"These are his words as well as I can remember them. You may laugh at me when I tell you that, when he had finished speaking, I was seized with a desire to gamble and win the money he had mentioned. And there, on that wet milestone, in the dark night, with the storm raging round us, that and I began to play forty-fives for a sovereign a corner, with all the nonchalance and little amenities on his part which we observe when ladies and gentlemen play a rubber in the snug corner of a well-lighted parlour. I groped for the cards and cut them. He dealt. I picked up my five.

" 'Look here, sir. I can't tell what I'm holding. It's too dark,' I cried.

" 'Wait,' said he. With that his hand went down into the mysterious black pocket, and shortly afterwards, I heard a rattle as of iron."

"God bless us!" ejaculated the listeners.

"Then," continued the young man, "I heard a scratching, a light spluttered and hissed; and before I could make out what he was about, a lighted lantern was casting a broad glow of light on the slab and extending a few yards round it until it melted in the blackness beyond. My wonderment was momentary only. My nature seemed to have undergone some startling change, for I thought of nothing, forgot everything - my late suffering, the desolate place, the hour, the cold that had but lately been turning my fingers to stone, my mysterious companion - all save that there was a small heap of gold near the stranger - two golden coins in the middle of the slab - and that I was to gamble and win. The first game I won; the second, too. In the third I was successful. Luck continued to be with me, and I was quickly transferring the heap of gold to my corner of the slab. Up to this neither of us had spoken, but when I had taken all but a few pieces from him he remarked:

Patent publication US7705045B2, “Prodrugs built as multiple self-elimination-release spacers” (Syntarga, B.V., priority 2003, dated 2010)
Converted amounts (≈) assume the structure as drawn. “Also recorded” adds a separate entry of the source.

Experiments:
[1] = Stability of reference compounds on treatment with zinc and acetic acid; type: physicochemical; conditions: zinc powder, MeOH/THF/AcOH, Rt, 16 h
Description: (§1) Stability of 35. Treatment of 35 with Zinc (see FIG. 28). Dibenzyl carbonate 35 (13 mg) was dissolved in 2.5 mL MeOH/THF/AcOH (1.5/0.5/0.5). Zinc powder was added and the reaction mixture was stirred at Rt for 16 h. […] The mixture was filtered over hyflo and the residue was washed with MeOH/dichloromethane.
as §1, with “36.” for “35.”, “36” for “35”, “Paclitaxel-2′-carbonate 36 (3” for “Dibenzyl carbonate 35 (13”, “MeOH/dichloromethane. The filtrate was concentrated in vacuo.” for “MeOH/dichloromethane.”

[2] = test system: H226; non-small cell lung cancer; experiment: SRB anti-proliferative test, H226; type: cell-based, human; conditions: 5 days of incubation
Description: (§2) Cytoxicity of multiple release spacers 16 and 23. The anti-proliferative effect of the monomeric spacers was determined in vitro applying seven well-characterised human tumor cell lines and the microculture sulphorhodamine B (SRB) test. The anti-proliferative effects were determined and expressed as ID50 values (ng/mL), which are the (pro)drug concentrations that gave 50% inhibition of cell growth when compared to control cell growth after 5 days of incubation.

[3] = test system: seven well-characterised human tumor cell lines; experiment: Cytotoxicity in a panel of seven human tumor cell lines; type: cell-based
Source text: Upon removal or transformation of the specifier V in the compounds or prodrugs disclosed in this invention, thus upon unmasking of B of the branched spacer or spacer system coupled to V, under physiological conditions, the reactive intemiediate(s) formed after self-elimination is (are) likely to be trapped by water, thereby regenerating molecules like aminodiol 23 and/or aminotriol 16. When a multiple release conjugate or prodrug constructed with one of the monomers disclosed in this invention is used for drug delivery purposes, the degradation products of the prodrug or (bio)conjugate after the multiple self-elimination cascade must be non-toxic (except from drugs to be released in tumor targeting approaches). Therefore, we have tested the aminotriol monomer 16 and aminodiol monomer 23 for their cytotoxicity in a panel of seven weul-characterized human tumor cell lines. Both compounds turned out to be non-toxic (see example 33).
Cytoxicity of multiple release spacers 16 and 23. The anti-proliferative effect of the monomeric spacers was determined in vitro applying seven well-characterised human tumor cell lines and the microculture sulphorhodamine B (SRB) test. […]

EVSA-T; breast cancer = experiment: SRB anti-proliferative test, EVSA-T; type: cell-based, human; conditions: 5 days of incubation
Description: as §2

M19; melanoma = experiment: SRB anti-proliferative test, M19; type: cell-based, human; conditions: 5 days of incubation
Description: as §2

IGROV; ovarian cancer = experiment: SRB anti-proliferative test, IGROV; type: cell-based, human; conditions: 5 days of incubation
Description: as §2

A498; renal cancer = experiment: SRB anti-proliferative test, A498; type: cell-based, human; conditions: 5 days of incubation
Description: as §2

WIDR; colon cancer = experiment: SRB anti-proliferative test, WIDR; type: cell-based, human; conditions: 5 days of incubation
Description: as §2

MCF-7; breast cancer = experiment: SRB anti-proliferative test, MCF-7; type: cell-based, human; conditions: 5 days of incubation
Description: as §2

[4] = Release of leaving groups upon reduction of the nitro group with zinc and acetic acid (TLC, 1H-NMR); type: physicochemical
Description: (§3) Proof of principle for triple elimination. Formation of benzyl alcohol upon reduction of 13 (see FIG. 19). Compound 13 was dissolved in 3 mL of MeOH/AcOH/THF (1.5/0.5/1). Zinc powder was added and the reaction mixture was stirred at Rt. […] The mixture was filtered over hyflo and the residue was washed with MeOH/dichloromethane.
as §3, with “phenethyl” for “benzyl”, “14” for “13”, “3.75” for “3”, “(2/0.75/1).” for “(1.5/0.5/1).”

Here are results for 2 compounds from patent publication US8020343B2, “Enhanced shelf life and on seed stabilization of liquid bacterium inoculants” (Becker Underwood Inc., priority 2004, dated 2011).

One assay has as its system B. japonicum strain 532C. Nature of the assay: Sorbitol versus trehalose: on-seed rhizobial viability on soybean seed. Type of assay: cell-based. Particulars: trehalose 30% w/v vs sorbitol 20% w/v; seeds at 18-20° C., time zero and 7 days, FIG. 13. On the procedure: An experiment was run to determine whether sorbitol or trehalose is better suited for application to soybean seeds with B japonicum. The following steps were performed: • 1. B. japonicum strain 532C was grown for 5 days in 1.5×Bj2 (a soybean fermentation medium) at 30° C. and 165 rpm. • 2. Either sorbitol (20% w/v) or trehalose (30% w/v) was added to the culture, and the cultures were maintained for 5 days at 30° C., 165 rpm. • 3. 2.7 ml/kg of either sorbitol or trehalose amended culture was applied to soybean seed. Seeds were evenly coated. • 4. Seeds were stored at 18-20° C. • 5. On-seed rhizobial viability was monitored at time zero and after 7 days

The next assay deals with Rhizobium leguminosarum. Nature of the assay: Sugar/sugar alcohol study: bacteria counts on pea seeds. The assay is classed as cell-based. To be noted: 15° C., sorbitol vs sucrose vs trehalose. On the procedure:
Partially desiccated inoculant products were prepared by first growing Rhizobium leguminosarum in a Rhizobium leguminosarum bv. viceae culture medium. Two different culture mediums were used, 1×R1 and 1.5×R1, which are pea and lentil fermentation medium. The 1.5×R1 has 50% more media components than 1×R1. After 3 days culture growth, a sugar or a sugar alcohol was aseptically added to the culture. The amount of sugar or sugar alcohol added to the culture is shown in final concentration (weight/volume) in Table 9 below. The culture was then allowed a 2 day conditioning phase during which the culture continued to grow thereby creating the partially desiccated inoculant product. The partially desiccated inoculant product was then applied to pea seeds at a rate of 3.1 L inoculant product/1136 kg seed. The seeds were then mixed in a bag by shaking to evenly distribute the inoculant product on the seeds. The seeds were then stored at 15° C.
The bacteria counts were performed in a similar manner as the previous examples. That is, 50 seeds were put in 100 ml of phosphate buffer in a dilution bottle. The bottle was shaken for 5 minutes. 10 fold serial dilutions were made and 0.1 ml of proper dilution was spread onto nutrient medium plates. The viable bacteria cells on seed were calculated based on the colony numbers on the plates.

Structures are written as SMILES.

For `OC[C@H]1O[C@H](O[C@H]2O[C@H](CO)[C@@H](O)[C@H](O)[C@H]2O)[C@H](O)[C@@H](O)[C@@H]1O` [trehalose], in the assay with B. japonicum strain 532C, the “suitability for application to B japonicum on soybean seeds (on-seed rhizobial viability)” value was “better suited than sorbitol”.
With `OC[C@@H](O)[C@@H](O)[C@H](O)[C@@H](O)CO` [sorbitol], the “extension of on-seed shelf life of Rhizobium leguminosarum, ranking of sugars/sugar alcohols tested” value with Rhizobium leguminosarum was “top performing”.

" 'You play a shrewd game.'

" 'Thank you, sir,' said I.

"After that we went on playing in silence. My luck was changing. I lost repeatedly, and when we had played several hands, he succeeded in getting the gold back to his end, with five pounds of mine along with it. This angered me, and I proposed that we should raise the stakes and play for two pounds a side. He was quite agreeable. I lost another five. Then I said we had better play for six pounds each hand. Still I was unsuccessful; still he drew my money to his end, until the last piece of gold having been swept into his pile, we played for half-crowns, then for shillings, then for sixpences, and at last I had only a few coppers at stake. The cards were given out. Eagerly I grasped mine, with the hope of holding the better hand. Alas, it was worthless! He won! Every farthing of two hundred pounds was gone, and I was constrained to tell him I could play no longer.

" 'Tut, man!' said he; 'the game is young.'

" 'Yes,' I answered, despondently; 'but my last penny is lost. There's nothing left.'

" 'Then I'll tell you what I'll do,' said he. 'I'm anything but a bad man, so I'll give you a chance of getting your money back.'

" 'You will?' cried I, delighted.